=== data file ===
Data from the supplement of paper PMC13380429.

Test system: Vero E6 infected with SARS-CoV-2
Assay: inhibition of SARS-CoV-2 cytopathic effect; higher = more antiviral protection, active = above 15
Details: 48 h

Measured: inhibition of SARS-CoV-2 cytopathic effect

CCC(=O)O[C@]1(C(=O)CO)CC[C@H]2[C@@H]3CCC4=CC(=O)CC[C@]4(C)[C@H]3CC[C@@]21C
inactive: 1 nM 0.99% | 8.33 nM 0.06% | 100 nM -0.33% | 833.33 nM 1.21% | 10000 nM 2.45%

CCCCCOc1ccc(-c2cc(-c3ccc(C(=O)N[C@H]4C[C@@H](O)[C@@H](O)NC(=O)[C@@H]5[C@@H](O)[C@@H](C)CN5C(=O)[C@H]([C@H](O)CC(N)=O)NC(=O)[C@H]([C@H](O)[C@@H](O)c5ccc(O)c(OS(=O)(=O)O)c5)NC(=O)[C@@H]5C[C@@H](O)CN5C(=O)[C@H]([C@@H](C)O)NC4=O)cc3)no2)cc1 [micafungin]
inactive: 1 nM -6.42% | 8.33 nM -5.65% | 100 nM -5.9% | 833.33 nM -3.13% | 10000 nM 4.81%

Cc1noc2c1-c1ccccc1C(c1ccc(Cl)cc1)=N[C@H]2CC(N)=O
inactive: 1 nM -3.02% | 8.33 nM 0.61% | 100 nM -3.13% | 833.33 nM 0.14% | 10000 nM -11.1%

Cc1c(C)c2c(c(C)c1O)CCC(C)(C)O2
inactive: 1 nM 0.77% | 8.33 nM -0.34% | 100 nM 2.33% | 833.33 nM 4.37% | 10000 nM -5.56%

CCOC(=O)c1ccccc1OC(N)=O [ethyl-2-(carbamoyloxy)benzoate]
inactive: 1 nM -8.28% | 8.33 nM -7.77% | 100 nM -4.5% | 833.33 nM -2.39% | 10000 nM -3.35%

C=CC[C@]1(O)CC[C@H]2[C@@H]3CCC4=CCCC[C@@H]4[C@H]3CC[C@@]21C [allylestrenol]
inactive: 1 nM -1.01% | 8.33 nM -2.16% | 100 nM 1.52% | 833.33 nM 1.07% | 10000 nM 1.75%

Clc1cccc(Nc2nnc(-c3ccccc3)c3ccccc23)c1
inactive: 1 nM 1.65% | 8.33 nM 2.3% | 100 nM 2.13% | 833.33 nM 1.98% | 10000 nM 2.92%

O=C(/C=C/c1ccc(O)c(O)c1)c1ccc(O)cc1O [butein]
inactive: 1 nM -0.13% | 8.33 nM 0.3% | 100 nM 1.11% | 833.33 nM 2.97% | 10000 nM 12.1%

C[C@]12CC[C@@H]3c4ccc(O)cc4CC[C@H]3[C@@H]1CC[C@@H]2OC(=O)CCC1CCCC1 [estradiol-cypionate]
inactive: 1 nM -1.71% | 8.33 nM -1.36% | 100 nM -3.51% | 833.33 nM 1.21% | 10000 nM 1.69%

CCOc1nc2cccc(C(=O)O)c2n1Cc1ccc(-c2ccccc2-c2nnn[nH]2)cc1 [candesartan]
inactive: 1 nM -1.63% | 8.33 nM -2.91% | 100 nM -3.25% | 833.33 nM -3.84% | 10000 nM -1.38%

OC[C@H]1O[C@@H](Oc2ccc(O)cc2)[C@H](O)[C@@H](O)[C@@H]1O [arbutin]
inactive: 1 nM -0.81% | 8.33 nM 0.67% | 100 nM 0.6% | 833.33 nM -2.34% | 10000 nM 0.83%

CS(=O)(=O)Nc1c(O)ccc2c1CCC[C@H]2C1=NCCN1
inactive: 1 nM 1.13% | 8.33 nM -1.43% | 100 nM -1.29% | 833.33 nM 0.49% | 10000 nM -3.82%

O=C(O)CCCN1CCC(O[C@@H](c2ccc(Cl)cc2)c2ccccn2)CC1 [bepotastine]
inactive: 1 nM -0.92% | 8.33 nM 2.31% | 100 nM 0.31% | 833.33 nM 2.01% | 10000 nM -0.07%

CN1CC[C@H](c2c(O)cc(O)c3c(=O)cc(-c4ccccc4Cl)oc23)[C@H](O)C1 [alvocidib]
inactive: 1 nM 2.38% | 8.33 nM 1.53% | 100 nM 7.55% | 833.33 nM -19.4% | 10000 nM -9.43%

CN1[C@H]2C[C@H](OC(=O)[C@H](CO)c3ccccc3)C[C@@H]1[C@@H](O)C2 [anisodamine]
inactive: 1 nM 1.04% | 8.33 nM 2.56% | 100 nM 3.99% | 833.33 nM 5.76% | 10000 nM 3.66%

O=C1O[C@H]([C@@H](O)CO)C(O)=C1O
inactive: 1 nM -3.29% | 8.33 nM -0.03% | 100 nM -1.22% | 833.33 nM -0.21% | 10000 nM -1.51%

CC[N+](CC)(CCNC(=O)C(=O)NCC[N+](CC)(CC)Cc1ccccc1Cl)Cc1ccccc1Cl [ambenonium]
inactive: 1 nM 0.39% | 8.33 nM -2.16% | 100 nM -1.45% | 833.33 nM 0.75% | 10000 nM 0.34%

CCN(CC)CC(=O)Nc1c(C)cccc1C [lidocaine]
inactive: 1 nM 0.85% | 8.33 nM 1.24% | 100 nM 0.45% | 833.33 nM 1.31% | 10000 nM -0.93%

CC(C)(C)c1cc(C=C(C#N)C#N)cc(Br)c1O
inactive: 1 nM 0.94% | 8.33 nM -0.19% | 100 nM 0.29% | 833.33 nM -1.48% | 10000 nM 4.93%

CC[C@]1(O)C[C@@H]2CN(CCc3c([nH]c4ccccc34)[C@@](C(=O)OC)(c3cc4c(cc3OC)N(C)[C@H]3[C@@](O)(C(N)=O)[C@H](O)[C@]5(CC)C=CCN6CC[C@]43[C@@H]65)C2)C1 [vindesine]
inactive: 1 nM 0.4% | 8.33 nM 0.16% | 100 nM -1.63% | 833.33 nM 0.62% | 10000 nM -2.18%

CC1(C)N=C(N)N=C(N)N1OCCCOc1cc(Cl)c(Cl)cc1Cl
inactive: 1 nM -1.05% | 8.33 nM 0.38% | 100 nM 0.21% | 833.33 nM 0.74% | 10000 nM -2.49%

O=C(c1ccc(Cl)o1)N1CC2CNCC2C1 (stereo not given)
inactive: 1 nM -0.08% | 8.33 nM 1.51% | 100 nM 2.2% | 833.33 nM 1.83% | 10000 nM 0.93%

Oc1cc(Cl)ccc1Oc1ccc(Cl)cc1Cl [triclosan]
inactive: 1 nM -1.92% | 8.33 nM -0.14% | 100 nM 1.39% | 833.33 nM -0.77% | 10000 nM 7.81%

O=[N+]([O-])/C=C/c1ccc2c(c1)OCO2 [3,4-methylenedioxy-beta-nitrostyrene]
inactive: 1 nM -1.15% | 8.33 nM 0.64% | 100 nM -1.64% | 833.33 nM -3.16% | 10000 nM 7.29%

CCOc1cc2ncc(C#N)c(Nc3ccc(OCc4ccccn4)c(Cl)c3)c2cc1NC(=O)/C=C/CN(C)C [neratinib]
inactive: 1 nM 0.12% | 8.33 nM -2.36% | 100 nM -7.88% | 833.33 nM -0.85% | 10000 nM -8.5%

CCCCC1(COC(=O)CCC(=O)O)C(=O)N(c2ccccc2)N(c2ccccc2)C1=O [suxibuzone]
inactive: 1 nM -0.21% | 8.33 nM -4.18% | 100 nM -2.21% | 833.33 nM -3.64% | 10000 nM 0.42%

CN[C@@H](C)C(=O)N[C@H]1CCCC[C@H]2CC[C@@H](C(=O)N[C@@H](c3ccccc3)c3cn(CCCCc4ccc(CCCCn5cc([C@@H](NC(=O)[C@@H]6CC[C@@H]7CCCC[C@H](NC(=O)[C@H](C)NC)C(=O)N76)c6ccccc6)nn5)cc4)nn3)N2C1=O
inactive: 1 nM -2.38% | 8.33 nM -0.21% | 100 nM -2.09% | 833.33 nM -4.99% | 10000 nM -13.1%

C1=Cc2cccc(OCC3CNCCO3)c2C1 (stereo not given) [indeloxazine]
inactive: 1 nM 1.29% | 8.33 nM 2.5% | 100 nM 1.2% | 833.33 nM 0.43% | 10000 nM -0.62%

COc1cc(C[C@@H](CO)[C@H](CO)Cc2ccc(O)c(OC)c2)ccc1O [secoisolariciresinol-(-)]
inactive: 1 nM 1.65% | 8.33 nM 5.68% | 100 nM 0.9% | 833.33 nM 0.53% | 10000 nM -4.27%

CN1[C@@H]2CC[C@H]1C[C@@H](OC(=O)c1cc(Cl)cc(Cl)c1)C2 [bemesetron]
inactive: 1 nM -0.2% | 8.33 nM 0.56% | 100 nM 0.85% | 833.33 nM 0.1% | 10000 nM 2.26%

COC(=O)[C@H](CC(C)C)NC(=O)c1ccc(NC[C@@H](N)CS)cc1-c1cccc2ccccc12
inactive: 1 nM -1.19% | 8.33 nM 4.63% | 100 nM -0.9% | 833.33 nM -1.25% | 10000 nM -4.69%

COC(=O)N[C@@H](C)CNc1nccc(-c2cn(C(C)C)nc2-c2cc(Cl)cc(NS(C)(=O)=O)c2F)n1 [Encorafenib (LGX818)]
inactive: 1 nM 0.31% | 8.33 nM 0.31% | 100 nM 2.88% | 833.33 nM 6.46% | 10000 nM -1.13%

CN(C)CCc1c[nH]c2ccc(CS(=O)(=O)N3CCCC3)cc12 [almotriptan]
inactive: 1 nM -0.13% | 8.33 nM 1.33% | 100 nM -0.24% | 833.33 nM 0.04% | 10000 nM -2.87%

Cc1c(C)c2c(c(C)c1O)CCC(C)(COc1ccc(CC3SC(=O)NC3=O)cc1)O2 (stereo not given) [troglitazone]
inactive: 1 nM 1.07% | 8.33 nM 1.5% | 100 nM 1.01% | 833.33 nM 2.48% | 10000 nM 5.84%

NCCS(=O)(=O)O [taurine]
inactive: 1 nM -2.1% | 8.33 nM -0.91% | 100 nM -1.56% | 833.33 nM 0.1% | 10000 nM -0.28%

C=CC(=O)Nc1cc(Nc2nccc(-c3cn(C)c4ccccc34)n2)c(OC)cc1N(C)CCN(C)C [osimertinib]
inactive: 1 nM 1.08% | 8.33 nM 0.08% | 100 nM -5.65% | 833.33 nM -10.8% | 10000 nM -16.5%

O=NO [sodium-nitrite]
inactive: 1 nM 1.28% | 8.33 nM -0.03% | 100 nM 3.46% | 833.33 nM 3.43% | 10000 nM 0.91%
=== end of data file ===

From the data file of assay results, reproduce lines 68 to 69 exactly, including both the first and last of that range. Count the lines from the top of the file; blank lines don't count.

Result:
COC(=O)N[C@@H](C)CNc1nccc(-c2cn(C(C)C)nc2-c2cc(Cl)cc(NS(C)(=O)=O)c2F)n1 [Encorafenib (LGX818)]
inactive: 1 nM 0.31% | 8.33 nM 0.31% | 100 nM 2.88% | 833.33 nM 6.46% | 10000 nM -1.13%